Legend finds Ridley Scott at his worst, devoting more to lighting, setting and wafty duck down than plot and performance – proof that a lack of narrative foundations brings out his worst.
Some films you revisit hoping that received opinion is tosh. Good luck with Legend: sillier than its reputation suggests, it isn’t redeemed by the Director’s Cut included here. True, mitigating factors were involved. Pinewood forest sets burnt down – bad news for a director whose mantra is: “I create worlds”.
Blade Runner’s bad reception had left Scott shell-shocked, prompting a relapse into his pre-Alienplans to make a medieval fantasy. A “crisis of confidence” film, he called it.
And boy, did he call it… Scott drew on Cocteau’s Beauty And The Beast, Warner’s A Midsummer Night’s Dream and Disney’s Fantasia, but his real focus is implied when Tom Cruise’s forest boy Jack cries: “We’re going to bring light to darkness!” Legendisn’t about much more than light.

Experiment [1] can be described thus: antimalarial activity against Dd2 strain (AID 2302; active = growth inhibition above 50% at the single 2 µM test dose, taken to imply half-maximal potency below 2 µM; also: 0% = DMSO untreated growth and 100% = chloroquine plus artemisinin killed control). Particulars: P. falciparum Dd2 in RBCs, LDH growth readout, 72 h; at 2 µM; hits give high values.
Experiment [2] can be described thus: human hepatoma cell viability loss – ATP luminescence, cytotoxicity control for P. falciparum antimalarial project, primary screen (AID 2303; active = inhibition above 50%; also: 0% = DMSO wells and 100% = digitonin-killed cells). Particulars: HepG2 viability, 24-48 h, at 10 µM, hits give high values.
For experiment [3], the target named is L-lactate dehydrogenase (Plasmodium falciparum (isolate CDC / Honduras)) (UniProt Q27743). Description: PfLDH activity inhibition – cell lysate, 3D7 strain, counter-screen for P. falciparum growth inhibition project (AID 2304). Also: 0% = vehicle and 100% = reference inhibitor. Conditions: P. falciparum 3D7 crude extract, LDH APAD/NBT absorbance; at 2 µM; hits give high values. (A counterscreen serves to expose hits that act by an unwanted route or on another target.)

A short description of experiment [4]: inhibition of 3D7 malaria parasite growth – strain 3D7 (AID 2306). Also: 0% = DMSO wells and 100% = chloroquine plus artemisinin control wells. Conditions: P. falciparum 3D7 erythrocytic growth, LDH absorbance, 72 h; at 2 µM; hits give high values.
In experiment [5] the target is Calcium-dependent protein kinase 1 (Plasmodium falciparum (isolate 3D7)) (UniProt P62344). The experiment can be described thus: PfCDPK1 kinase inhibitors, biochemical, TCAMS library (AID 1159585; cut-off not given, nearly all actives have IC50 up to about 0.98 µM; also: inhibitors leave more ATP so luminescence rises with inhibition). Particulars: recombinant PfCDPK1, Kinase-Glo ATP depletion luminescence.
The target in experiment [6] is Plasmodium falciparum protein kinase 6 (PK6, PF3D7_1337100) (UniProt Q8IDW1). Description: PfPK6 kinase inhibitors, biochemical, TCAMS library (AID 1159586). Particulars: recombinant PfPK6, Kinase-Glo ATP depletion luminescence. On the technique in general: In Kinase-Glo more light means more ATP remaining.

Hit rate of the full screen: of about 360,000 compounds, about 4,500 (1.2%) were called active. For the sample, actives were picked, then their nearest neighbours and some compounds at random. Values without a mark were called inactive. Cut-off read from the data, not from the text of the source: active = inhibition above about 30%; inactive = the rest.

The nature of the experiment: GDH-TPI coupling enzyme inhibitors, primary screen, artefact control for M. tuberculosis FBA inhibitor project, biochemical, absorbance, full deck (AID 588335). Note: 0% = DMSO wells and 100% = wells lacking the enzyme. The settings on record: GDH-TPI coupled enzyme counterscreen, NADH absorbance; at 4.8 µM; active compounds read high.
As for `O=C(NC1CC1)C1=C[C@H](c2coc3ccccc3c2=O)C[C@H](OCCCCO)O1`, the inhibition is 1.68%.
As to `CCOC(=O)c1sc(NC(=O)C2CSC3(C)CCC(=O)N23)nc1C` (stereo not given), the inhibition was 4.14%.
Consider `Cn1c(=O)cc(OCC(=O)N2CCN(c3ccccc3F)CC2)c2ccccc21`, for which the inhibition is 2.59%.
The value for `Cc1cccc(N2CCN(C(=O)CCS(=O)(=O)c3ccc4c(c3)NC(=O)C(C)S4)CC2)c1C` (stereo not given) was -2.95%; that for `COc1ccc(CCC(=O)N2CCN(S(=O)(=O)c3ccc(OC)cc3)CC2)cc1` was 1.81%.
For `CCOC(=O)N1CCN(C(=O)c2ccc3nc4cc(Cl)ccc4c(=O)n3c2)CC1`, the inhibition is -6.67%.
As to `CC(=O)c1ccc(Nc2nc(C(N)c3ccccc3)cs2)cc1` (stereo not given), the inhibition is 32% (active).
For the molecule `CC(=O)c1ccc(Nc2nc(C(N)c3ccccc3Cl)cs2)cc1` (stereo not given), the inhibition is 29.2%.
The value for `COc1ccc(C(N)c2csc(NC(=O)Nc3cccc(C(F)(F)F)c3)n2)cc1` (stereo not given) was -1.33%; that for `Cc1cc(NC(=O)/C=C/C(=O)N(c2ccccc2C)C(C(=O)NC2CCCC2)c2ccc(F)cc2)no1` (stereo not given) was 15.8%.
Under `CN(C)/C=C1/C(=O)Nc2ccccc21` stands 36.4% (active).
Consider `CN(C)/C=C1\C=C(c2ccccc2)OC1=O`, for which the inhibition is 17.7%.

There’s a plot, of archetypal sorts: the Lord of Darkness plunges fairyland into winter by de-horning a unicorn. But only the rhapsodies of sunlight glancing through leaves and trees betray artistry – and that prettiness turns cloying as bubbles fill the screen for no evident reason other than the way they refract the light.
Scott spent more time getting the smoke right on Blade Runnerthan mollycoddling Harrison Ford. That wasn’t a problem in the end result: Ford nailed it anyway.
Cruise, alas, spends most of Legendlooking stupefied and moving like a man surprised by his limbs – an ambitious tyro in need of direction to pass as an actor.
Tim Curry, on the other hand, slices the ham thick as Darkness, resembling an accident on a tanning bed and delivering a performance so (enjoyably) OTT it makes Dr. Frank-N-Furter look like a cocktail sausage. His evil cackle goes on forever; was Scott too busy blowing bubbles to cry “Cut”?
“I kind of lost it,” Scott understated. It would be six years before he found it again. Sure, the next few years weren’t empty. Scott returned to something like the real world with thrillers Someone To Watch Over Me and Black Rain. Slickness couldn’t disguise an emptiness summed up by the latter’s national stereotyping, however.